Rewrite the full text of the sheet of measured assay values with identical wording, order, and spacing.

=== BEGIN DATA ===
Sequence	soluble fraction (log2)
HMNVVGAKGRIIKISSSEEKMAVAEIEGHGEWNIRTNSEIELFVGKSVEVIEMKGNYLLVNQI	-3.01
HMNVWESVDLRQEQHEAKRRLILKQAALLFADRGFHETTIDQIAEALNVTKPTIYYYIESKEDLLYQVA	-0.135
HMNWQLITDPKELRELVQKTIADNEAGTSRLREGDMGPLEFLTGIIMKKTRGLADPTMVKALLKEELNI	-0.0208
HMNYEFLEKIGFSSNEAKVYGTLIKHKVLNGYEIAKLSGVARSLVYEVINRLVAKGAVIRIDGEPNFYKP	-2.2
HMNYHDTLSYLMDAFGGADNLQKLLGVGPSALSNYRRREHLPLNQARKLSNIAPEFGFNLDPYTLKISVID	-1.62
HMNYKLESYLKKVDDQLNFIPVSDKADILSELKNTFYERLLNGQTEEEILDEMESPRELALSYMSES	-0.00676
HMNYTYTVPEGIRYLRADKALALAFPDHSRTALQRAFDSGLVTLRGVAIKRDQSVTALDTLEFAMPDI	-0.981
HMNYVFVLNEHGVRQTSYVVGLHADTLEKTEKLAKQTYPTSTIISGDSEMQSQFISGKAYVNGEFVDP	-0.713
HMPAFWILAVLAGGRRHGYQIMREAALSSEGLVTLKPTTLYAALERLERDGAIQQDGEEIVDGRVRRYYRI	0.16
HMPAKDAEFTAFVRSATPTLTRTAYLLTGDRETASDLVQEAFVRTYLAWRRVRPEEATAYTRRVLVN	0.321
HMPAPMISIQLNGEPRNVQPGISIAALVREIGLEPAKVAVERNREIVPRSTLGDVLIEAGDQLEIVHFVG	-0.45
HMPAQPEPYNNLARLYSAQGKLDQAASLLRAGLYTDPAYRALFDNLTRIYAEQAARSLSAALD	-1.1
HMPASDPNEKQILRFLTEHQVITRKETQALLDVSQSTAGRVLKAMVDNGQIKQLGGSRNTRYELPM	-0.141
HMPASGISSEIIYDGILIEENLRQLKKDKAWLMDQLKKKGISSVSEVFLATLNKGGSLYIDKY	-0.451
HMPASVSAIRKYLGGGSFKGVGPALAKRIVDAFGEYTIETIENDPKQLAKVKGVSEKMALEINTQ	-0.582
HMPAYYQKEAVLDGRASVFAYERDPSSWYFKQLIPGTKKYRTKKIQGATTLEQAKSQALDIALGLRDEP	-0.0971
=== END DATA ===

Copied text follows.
Sequence	soluble fraction (log2)
HMNVVGAKGRIIKISSSEEKMAVAEIEGHGEWNIRTNSEIELFVGKSVEVIEMKGNYLLVNQI	-3.01
HMNVWESVDLRQEQHEAKRRLILKQAALLFADRGFHETTIDQIAEALNVTKPTIYYYIESKEDLLYQVA	-0.135
HMNWQLITDPKELRELVQKTIADNEAGTSRLREGDMGPLEFLTGIIMKKTRGLADPTMVKALLKEELNI	-0.0208
HMNYEFLEKIGFSSNEAKVYGTLIKHKVLNGYEIAKLSGVARSLVYEVINRLVAKGAVIRIDGEPNFYKP	-2.2
HMNYHDTLSYLMDAFGGADNLQKLLGVGPSALSNYRRREHLPLNQARKLSNIAPEFGFNLDPYTLKISVID	-1.62
HMNYKLESYLKKVDDQLNFIPVSDKADILSELKNTFYERLLNGQTEEEILDEMESPRELALSYMSES	-0.00676
HMNYTYTVPEGIRYLRADKALALAFPDHSRTALQRAFDSGLVTLRGVAIKRDQSVTALDTLEFAMPDI	-0.981
HMNYVFVLNEHGVRQTSYVVGLHADTLEKTEKLAKQTYPTSTIISGDSEMQSQFISGKAYVNGEFVDP	-0.713
HMPAFWILAVLAGGRRHGYQIMREAALSSEGLVTLKPTTLYAALERLERDGAIQQDGEEIVDGRVRRYYRI	0.16
HMPAKDAEFTAFVRSATPTLTRTAYLLTGDRETASDLVQEAFVRTYLAWRRVRPEEATAYTRRVLVN	0.321
HMPAPMISIQLNGEPRNVQPGISIAALVREIGLEPAKVAVERNREIVPRSTLGDVLIEAGDQLEIVHFVG	-0.45
HMPAQPEPYNNLARLYSAQGKLDQAASLLRAGLYTDPAYRALFDNLTRIYAEQAARSLSAALD	-1.1
HMPASDPNEKQILRFLTEHQVITRKETQALLDVSQSTAGRVLKAMVDNGQIKQLGGSRNTRYELPM	-0.141
HMPASGISSEIIYDGILIEENLRQLKKDKAWLMDQLKKKGISSVSEVFLATLNKGGSLYIDKY	-0.451
HMPASVSAIRKYLGGGSFKGVGPALAKRIVDAFGEYTIETIENDPKQLAKVKGVSEKMALEINTQ	-0.582
HMPAYYQKEAVLDGRASVFAYERDPSSWYFKQLIPGTKKYRTKKIQGATTLEQAKSQALDIALGLRDEP	-0.0971